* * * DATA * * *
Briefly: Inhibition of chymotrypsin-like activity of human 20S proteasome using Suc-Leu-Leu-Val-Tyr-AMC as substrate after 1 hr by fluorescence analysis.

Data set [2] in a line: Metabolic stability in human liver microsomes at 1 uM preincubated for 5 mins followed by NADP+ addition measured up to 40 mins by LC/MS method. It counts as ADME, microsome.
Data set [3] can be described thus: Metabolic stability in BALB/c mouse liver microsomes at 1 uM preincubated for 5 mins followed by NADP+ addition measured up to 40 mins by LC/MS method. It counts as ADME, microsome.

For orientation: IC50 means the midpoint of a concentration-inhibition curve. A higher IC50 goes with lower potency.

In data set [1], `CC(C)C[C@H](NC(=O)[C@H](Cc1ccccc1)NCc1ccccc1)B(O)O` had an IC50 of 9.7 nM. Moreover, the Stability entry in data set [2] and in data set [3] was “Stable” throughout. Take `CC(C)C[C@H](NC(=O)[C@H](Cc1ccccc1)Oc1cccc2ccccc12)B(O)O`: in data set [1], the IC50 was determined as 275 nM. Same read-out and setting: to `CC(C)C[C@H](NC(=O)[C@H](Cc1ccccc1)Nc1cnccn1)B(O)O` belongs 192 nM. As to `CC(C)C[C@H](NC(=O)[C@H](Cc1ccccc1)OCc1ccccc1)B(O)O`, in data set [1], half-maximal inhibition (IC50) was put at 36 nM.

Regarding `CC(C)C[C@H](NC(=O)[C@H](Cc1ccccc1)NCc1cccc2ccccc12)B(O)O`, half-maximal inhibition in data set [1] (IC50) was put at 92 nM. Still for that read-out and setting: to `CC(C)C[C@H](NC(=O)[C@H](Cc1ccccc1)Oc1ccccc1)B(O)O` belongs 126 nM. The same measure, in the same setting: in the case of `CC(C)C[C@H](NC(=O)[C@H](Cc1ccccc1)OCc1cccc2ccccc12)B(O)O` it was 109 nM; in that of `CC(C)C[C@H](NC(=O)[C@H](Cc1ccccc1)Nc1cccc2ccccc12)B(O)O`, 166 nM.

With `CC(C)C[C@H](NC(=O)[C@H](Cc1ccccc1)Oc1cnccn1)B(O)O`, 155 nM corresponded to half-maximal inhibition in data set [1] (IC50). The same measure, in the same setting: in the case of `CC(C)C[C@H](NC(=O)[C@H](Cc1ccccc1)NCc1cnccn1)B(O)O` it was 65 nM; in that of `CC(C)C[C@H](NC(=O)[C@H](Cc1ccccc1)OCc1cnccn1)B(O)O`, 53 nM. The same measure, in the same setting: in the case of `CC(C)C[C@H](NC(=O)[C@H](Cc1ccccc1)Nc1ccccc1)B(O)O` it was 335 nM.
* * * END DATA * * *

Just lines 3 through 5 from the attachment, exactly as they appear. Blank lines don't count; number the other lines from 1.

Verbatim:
Data set [3] can be described thus: Metabolic stability in BALB/c mouse liver microsomes at 1 uM preincubated for 5 mins followed by NADP+ addition measured up to 40 mins by LC/MS method. It counts as ADME, microsome.

For orientation: IC50 means the midpoint of a concentration-inhibition curve. A higher IC50 goes with lower potency.

In data set [1], `CC(C)C[C@H](NC(=O)[C@H](Cc1ccccc1)NCc1ccccc1)B(O)O` had an IC50 of 9.7 nM. Moreover, the Stability entry in data set [2] and in data set [3] was “Stable” throughout. Take `CC(C)C[C@H](NC(=O)[C@H](Cc1ccccc1)Oc1cccc2ccccc12)B(O)O`: in data set [1], the IC50 was determined as 275 nM. Same read-out and setting: to `CC(C)C[C@H](NC(=O)[C@H](Cc1ccccc1)Nc1cnccn1)B(O)O` belongs 192 nM. As to `CC(C)C[C@H](NC(=O)[C@H](Cc1ccccc1)OCc1ccccc1)B(O)O`, in data set [1], half-maximal inhibition (IC50) was put at 36 nM.